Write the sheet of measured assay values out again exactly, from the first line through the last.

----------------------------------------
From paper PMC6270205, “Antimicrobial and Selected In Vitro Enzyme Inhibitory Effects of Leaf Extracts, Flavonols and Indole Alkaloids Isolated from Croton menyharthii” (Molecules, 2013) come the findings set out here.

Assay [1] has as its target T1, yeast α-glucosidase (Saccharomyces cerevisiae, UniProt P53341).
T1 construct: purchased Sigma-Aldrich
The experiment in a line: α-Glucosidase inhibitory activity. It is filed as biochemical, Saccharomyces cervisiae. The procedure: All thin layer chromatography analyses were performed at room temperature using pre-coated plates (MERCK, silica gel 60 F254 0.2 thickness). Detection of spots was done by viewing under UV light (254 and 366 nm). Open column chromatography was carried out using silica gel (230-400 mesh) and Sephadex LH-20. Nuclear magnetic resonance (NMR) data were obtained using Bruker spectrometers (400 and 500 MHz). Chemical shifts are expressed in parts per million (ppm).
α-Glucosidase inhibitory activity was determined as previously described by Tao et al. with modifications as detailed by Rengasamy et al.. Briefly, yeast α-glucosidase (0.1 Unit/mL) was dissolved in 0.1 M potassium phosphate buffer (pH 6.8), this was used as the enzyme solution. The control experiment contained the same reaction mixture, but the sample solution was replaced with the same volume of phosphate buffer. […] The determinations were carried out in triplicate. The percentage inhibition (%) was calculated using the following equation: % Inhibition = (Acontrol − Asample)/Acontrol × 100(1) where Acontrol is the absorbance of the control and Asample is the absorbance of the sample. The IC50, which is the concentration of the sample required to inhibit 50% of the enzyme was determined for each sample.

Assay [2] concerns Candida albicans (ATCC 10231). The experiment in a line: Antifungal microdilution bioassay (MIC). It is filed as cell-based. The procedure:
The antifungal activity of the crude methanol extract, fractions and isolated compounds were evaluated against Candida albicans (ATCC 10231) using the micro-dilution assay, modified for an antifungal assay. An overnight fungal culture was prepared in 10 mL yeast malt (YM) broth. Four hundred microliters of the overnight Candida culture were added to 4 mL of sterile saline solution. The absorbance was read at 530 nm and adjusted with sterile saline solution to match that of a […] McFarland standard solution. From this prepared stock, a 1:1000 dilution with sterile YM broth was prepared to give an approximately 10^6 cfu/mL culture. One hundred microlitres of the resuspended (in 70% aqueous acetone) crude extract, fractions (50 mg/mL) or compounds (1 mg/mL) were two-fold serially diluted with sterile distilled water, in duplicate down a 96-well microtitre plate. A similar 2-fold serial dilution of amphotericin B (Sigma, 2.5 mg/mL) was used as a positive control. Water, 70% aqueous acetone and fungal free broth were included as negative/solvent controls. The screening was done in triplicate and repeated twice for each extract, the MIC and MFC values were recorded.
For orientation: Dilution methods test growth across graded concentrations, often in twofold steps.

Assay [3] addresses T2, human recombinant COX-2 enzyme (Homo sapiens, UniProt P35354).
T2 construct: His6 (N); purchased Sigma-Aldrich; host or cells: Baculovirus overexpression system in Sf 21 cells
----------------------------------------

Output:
From paper PMC6270205, “Antimicrobial and Selected In Vitro Enzyme Inhibitory Effects of Leaf Extracts, Flavonols and Indole Alkaloids Isolated from Croton menyharthii” (Molecules, 2013) come the findings set out here.

Assay [1] has as its target T1, yeast α-glucosidase (Saccharomyces cerevisiae, UniProt P53341).
T1 construct: purchased Sigma-Aldrich
The experiment in a line: α-Glucosidase inhibitory activity. It is filed as biochemical, Saccharomyces cervisiae. The procedure: All thin layer chromatography analyses were performed at room temperature using pre-coated plates (MERCK, silica gel 60 F254 0.2 thickness). Detection of spots was done by viewing under UV light (254 and 366 nm). Open column chromatography was carried out using silica gel (230-400 mesh) and Sephadex LH-20. Nuclear magnetic resonance (NMR) data were obtained using Bruker spectrometers (400 and 500 MHz). Chemical shifts are expressed in parts per million (ppm).
α-Glucosidase inhibitory activity was determined as previously described by Tao et al. with modifications as detailed by Rengasamy et al.. Briefly, yeast α-glucosidase (0.1 Unit/mL) was dissolved in 0.1 M potassium phosphate buffer (pH 6.8), this was used as the enzyme solution. The control experiment contained the same reaction mixture, but the sample solution was replaced with the same volume of phosphate buffer. […] The determinations were carried out in triplicate. The percentage inhibition (%) was calculated using the following equation: % Inhibition = (Acontrol − Asample)/Acontrol × 100(1) where Acontrol is the absorbance of the control and Asample is the absorbance of the sample. The IC50, which is the concentration of the sample required to inhibit 50% of the enzyme was determined for each sample.

Assay [2] concerns Candida albicans (ATCC 10231). The experiment in a line: Antifungal microdilution bioassay (MIC). It is filed as cell-based. The procedure:
The antifungal activity of the crude methanol extract, fractions and isolated compounds were evaluated against Candida albicans (ATCC 10231) using the micro-dilution assay, modified for an antifungal assay. An overnight fungal culture was prepared in 10 mL yeast malt (YM) broth. Four hundred microliters of the overnight Candida culture were added to 4 mL of sterile saline solution. The absorbance was read at 530 nm and adjusted with sterile saline solution to match that of a […] McFarland standard solution. From this prepared stock, a 1:1000 dilution with sterile YM broth was prepared to give an approximately 10^6 cfu/mL culture. One hundred microlitres of the resuspended (in 70% aqueous acetone) crude extract, fractions (50 mg/mL) or compounds (1 mg/mL) were two-fold serially diluted with sterile distilled water, in duplicate down a 96-well microtitre plate. A similar 2-fold serial dilution of amphotericin B (Sigma, 2.5 mg/mL) was used as a positive control. Water, 70% aqueous acetone and fungal free broth were included as negative/solvent controls. The screening was done in triplicate and repeated twice for each extract, the MIC and MFC values were recorded.
For orientation: Dilution methods test growth across graded concentrations, often in twofold steps.

Assay [3] addresses T2, human recombinant COX-2 enzyme (Homo sapiens, UniProt P35354).
T2 construct: His6 (N); purchased Sigma-Aldrich; host or cells: Baculovirus overexpression system in Sf 21 cells